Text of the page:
The accessibility, utilisation and role of indigenous traditional vegetables in household food security in rural Hwange District.

Canisius Mpala, M Dlamini, Peling Sibanda


Traditional  indigenous  vegetables  have  been  consumed  by  many  rural  communities  for  centuries  and  have  a
potential to contribute to household food security by providing direct access to readily accessible nutritious food
and household income generation, (Mnzava 1999). The availability of fresh vegetables is however seasonal but
communities in Hwange have made it an all year round activity by having winter gardens in the alluvial deposits
in river beds.
A survey was conducted in 2012 in Nekatambe ward of Hwange in Matabeleland North province of Zimbabwe
to assess the  accessibility, importance, availability and role  of  the indigenous traditional vegetables in income
generation, food security and livelihoods of households.
Data  was  collected  through  focus  group  discussions,  field  observations  and  a  questionnaire  survey  on  forty
households.  Results  showed  that  traditional  vegetables  were  abundant  all  year  round  for  communities  living
along the major district rivers. Amaranthus (pigweed), Corchorus spp (idelele), Cleome gynandra (Ishungwa/Ulude),
Vigna unguiculata (cowpea), Legenaria siceraria (gourds) and pumpkin leaves (Curcubita spp) were the most popular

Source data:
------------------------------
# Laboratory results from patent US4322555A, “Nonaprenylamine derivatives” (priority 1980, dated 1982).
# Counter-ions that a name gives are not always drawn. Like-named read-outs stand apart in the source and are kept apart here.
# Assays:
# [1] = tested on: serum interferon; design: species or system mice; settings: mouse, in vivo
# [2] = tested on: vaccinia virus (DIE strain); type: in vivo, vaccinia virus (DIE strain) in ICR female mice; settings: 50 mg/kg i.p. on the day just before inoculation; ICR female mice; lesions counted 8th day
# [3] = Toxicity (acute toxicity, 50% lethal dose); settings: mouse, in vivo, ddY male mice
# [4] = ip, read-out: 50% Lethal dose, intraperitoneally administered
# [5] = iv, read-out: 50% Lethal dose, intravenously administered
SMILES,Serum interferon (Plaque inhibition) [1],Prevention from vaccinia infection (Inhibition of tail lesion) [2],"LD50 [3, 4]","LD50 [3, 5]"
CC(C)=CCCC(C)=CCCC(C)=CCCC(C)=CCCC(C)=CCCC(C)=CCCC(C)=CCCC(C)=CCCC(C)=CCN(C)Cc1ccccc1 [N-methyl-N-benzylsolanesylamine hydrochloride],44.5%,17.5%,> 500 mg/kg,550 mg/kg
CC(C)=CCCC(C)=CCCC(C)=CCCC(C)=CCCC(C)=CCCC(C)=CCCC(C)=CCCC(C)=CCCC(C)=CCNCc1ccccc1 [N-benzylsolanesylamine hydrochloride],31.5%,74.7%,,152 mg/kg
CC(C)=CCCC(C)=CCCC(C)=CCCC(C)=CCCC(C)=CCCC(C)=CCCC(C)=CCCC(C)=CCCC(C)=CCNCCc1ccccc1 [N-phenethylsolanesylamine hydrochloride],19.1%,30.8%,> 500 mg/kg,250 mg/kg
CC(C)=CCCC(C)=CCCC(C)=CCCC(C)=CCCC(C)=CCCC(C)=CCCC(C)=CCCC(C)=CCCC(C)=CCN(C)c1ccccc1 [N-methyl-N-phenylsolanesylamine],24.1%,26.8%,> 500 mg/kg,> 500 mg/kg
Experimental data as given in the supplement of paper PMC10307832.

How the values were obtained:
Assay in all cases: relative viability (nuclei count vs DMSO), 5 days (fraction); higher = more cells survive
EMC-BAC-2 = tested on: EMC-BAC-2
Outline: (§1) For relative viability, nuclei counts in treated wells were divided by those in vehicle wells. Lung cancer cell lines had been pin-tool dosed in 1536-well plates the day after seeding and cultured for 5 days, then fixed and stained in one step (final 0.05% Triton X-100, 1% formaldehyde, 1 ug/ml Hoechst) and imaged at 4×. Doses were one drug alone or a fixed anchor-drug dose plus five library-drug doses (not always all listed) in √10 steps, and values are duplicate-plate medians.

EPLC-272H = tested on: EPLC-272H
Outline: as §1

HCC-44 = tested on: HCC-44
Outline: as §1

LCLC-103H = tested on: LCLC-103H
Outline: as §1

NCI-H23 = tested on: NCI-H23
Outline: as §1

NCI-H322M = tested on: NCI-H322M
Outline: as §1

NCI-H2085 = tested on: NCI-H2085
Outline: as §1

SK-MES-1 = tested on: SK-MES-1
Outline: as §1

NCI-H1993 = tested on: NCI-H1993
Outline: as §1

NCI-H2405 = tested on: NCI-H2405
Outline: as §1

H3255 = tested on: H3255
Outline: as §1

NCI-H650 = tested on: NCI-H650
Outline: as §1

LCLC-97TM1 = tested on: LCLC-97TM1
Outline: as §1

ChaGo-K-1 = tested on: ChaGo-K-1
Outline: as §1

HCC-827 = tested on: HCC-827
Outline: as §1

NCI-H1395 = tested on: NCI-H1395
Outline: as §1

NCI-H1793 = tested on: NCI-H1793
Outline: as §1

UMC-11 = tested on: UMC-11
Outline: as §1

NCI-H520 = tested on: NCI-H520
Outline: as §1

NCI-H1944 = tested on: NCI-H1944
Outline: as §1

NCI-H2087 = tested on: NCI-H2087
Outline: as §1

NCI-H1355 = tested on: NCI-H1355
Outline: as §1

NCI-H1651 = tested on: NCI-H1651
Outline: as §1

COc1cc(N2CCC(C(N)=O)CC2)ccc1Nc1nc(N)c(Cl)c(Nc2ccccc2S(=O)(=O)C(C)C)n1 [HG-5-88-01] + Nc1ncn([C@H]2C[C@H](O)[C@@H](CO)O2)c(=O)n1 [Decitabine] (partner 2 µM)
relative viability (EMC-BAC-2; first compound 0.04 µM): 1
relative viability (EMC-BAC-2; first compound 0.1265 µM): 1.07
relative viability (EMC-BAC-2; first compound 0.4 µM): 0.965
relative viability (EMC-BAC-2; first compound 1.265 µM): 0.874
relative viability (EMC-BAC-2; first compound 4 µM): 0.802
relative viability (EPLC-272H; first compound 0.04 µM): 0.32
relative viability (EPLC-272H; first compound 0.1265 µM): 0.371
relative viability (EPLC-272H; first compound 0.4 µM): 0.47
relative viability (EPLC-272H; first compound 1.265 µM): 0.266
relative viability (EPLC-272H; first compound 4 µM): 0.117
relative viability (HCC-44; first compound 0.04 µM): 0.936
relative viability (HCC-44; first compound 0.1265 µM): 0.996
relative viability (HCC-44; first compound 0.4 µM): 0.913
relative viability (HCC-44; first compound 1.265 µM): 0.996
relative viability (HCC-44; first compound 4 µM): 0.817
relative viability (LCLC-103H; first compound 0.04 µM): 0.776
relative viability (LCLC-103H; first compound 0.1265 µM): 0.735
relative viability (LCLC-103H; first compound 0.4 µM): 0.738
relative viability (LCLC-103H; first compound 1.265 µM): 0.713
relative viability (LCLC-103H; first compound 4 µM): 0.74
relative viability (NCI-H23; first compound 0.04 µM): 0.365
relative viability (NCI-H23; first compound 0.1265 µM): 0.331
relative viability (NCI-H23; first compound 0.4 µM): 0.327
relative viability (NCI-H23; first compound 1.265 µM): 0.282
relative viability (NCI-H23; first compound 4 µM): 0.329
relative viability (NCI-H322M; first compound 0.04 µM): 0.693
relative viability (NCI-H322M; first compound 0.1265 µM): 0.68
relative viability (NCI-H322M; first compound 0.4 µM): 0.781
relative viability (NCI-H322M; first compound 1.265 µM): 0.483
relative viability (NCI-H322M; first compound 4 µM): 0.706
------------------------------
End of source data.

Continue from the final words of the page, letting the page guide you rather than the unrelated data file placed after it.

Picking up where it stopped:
vegetables in summer whereas in winter, the popular vegetables were Curcubita spp (pumpkin), Legenaria siceraria
(gourds), Vigna unguiculata and Citrullus lanatus (melons). The vegetables are for household use and income
generation.  There  was  a  general  positive  attitude  towards  indigenous  traditional  vegetables.  The  supply  of
vegetables was reported to be on the increase possibly due attitude changes and training.
Information on agronomy, nutritive value and methods of preparation that minimise nutrient leaching is scarce
among the communities. It was recommended that, as a food-based initiative toward alleviation of micro-nutrient
deficiencies and poverty, stakeholders should start promoting and strengthening current efforts that encourage the
consumption of traditional vegetables.


Indigenous traditional vegetables; Accessibility; Livelihoods

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